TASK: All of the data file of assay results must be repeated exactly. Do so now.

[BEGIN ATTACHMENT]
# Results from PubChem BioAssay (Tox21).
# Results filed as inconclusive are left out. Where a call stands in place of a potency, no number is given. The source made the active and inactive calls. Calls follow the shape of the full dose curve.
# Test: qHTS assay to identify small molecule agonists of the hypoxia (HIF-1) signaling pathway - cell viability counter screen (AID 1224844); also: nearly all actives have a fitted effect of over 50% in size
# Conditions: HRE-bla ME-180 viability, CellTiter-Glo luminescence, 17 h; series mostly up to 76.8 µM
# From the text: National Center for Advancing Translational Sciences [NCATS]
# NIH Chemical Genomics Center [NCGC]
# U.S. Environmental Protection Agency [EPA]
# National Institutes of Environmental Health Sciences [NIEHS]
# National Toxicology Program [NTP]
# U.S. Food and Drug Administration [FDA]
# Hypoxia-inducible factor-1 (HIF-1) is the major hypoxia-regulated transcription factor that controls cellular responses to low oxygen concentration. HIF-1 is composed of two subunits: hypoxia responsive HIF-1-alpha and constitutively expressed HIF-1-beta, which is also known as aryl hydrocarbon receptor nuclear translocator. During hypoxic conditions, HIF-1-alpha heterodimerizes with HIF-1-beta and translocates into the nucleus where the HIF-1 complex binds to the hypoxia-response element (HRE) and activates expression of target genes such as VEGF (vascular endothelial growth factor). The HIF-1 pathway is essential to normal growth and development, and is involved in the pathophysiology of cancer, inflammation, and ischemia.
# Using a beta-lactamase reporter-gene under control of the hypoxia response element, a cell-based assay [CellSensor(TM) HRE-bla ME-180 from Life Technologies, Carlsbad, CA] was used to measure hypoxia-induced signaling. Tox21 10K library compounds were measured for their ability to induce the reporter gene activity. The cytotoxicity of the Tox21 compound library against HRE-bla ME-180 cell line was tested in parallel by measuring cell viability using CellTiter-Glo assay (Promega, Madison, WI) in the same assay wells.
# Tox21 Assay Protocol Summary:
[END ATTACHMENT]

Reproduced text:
# Results from PubChem BioAssay (Tox21).
# Results filed as inconclusive are left out. Where a call stands in place of a potency, no number is given. The source made the active and inactive calls. Calls follow the shape of the full dose curve.
# Test: qHTS assay to identify small molecule agonists of the hypoxia (HIF-1) signaling pathway - cell viability counter screen (AID 1224844); also: nearly all actives have a fitted effect of over 50% in size
# Conditions: HRE-bla ME-180 viability, CellTiter-Glo luminescence, 17 h; series mostly up to 76.8 µM
# From the text: National Center for Advancing Translational Sciences [NCATS]
# NIH Chemical Genomics Center [NCGC]
# U.S. Environmental Protection Agency [EPA]
# National Institutes of Environmental Health Sciences [NIEHS]
# National Toxicology Program [NTP]
# U.S. Food and Drug Administration [FDA]
# Hypoxia-inducible factor-1 (HIF-1) is the major hypoxia-regulated transcription factor that controls cellular responses to low oxygen concentration. HIF-1 is composed of two subunits: hypoxia responsive HIF-1-alpha and constitutively expressed HIF-1-beta, which is also known as aryl hydrocarbon receptor nuclear translocator. During hypoxic conditions, HIF-1-alpha heterodimerizes with HIF-1-beta and translocates into the nucleus where the HIF-1 complex binds to the hypoxia-response element (HRE) and activates expression of target genes such as VEGF (vascular endothelial growth factor). The HIF-1 pathway is essential to normal growth and development, and is involved in the pathophysiology of cancer, inflammation, and ischemia.
# Using a beta-lactamase reporter-gene under control of the hypoxia response element, a cell-based assay [CellSensor(TM) HRE-bla ME-180 from Life Technologies, Carlsbad, CA] was used to measure hypoxia-induced signaling. Tox21 10K library compounds were measured for their ability to induce the reporter gene activity. The cytotoxicity of the Tox21 compound library against HRE-bla ME-180 cell line was tested in parallel by measuring cell viability using CellTiter-Glo assay (Promega, Madison, WI) in the same assay wells.
# Tox21 Assay Protocol Summary: